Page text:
Krugerrand gold and the Canadian gold maple leaf coin are the two most traded gold bullion coins in the world. According to US gold dealer Regal Assets, the Krugerrand is the most traded historically with the Canadian gold valued for it’s purity. Recently the Krugerrand was sold out at the Rand Refinery by an anonymous Swiss buyer and the Canadian Royal Mint was a week behind for gold buying. International demand for these gold coins may cause those who buy gold bullion to increase their overall holdings.

Krugerrand gold coins have been getting a lot of attention over the last few years due to the global financial atmosphere. Krugerrands have no face value yet are traded as a global currency due to it’s gold content. According to gold dealer Regal Assets, the Krugerrand was sold out for almost a month at the South African Rand Refinery. Regal advises those looking to purchase specific gold bullion coins in large quantities to act sooner than later.

Canadian gold maple leaf coins are getting similar international attention as they were the first gold bullion coins to be minted .9999 pure 24 karat. Canadian gold has the longest standing reputation for quality and purity of government backed bullion. The Royal Canadian mint has been having brief interruptions in availability due to demand. The maple leaf gold bullion coin sets the bar for weight and purity and is accepted in every county in the world.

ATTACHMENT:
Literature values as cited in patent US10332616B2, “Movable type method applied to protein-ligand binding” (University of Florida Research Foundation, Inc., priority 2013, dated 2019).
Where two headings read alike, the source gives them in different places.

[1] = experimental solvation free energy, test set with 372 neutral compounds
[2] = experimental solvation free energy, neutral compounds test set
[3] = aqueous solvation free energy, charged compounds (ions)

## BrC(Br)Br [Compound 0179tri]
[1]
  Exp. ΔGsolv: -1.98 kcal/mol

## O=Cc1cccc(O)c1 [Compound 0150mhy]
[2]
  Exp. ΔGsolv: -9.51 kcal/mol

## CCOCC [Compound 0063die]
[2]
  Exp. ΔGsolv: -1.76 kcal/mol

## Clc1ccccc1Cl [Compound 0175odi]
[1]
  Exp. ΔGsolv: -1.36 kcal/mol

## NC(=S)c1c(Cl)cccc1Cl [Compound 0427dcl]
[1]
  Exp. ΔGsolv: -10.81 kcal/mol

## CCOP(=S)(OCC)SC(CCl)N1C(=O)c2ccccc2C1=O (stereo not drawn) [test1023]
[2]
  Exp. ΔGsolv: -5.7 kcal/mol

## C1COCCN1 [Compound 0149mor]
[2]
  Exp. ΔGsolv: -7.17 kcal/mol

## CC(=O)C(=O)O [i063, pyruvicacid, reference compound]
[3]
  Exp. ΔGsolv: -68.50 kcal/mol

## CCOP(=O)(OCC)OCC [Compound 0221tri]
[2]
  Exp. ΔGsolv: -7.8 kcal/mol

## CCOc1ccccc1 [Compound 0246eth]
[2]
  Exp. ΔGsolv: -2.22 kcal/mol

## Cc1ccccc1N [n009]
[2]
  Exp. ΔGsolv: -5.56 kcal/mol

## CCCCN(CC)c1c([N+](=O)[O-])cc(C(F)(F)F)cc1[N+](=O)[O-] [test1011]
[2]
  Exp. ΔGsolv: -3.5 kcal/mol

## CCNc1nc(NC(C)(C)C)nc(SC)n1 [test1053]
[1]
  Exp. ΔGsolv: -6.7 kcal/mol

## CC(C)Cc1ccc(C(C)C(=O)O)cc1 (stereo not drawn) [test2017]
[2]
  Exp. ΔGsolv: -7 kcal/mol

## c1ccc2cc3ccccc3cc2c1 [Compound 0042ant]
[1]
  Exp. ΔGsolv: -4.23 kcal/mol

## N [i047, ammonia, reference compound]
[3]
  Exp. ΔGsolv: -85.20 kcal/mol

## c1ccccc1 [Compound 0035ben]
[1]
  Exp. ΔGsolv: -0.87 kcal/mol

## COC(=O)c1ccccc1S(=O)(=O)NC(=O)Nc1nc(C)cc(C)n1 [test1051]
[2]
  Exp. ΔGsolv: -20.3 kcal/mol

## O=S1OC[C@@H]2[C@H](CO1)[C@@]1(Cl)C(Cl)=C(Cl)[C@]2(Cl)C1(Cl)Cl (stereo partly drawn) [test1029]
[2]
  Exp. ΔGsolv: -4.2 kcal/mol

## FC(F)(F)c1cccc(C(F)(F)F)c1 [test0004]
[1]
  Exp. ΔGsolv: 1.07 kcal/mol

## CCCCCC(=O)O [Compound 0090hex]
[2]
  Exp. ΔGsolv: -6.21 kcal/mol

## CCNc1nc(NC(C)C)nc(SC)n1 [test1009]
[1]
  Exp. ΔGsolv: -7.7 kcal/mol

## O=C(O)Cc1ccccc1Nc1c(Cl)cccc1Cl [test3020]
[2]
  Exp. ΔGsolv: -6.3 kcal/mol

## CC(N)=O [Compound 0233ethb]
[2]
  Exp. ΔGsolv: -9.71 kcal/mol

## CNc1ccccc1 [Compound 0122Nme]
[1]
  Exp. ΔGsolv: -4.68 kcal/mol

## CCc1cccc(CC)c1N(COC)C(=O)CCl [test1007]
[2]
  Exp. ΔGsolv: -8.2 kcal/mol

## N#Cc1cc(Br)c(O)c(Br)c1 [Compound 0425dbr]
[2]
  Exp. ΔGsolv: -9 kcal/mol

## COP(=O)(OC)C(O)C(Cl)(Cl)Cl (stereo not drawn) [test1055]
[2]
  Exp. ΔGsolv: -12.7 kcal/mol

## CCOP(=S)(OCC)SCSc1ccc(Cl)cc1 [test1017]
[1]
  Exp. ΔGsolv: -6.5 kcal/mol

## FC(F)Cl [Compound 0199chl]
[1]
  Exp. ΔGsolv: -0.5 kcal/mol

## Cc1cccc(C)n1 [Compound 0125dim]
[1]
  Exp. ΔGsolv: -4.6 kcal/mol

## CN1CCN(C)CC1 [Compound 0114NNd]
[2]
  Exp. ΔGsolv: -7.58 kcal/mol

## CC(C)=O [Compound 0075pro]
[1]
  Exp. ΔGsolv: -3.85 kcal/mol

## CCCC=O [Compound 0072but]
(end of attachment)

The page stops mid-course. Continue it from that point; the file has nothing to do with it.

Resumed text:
Austrian gold coins are another form of bullion to have international presence with the same attributes of the Canadian gold. The Austrian Mint has had to add a third shift to keep up with the sporadic demand of the Austrian Philharmonic gold bullion coin. All three of these gold bullion coins are being purchased at historic levels by individuals, companies and countries who see the gold price anchoring itself into global market place.

The trend for gold is reaching every part of world as the US dollar continues to struggle to find it’s strength. US currecy use to be backed by gold but went of the gold standard in 1971 under the fiscal strain of federal expenditures for the Vietnam War which led President Richard Nixon to end the direct convertibility of the dollar making it a fiat currency. Gold does not allow the government to control or regulate the flow of commerce within their dominion with the same ease that a standardized currency does. Gold historically is the longest running form of currency accepted throughout the world.

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